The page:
I would say category theory is the wrong title for this, though. Category theory is occupied with the algebras that emerge when you put algebras into the same space and look at mappings among them. It emerged in algebraic topology where you would construct a family of algebras that describe aspects of a geometric structure and then establish connections among them to talk about the effects of operations on those geometric structures. Categories gave you one algebra, functors gave you families of algebras, and natural transformations gave you operations on the underlying spaces.
Many of the algebras described here and others that I have found useful emerged earlier in abstract algebra or universal algebra (monoids, lattices) or in parallel in combinatorics (magmas).
The category theoretic view is often an inconvenient setting. Lattices, for example, are best dealt with simply as a set with some operations that obey specific axioms. You get theorems from the axioms, and if you need one of those theorems to apply to your system, you make sure you implement it in such a way that it obeys those axioms.
Or if you have an algebra near to what you need, you may be able to modify it in the abstract setting to keep properties that you want. I ended up doing this with lattices to describe tagging regions of genomes.
The agreement part is that the algebraic structures that naturally arise in my programming experience are indeed ultra-basic: monoids, lattices, semirings, partial orders, and so on. (When I need elementary linear algebra things are getting fancy!)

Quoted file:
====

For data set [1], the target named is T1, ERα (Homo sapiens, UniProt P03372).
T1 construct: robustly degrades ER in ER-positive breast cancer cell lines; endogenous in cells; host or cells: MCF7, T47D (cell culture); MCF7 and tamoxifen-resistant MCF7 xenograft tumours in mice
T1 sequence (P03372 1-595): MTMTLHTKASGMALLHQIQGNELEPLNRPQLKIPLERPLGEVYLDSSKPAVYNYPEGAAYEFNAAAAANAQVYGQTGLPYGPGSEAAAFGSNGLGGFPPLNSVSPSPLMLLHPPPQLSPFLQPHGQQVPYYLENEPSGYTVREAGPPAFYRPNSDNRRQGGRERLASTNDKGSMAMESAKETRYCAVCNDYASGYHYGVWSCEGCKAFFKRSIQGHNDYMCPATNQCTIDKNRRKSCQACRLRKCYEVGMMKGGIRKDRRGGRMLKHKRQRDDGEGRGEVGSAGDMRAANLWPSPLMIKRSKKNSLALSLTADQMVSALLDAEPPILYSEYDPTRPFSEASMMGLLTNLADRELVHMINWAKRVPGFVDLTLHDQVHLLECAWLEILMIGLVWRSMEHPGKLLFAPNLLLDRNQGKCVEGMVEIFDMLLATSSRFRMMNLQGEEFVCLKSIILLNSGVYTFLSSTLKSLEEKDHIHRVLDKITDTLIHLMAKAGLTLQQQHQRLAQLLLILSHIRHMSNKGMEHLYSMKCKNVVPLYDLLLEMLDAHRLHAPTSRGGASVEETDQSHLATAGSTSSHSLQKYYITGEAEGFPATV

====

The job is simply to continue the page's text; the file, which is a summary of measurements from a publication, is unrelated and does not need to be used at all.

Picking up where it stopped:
The disagreement arises from the fact that the right home for these basic concepts is often surprisingly exotic. For example, it's often the case that what you need is not a monoid in the category of sets, but in the category of sets and relations or partial orders and monotone functions.
Another example is when you want to represent syntax trees with scoped binding structure. Now a syntax tree is the dumbest possible algebraic structure (it's a free algebra with all generators and no relations), but when you have binding you need a free algebra in the category of presheaves over finite sets and injections.
As it happens, today I was thinking about semirings, and how to apply them to discrete event systems, and was fascinated to see that both algebraic geometers (Alexander Grothendieck) and computer scientists (Robin Milner) were doing some of the same sorts of tricks to transfer algebraic structures (like rings) over to settings lacking an inverse (like semirings)--rather than take the direct approach (as you mentioned in your lattice example):
There are many times in mathematics where some class of objects has a nice additive structure, except that one can’t always invert elements. One approach is to say, “oh well,” and develop the theory of monoids; another,which we’ll discuss today, adds in formal inverses, in effect pretending that they exist, and uses them to recover something useful.
So I disagree, I think the title is right. If you don't go as far as category then you've stopped short of the biggest pay-off.
That is an interesting description of design patterns, and not one I've heard before.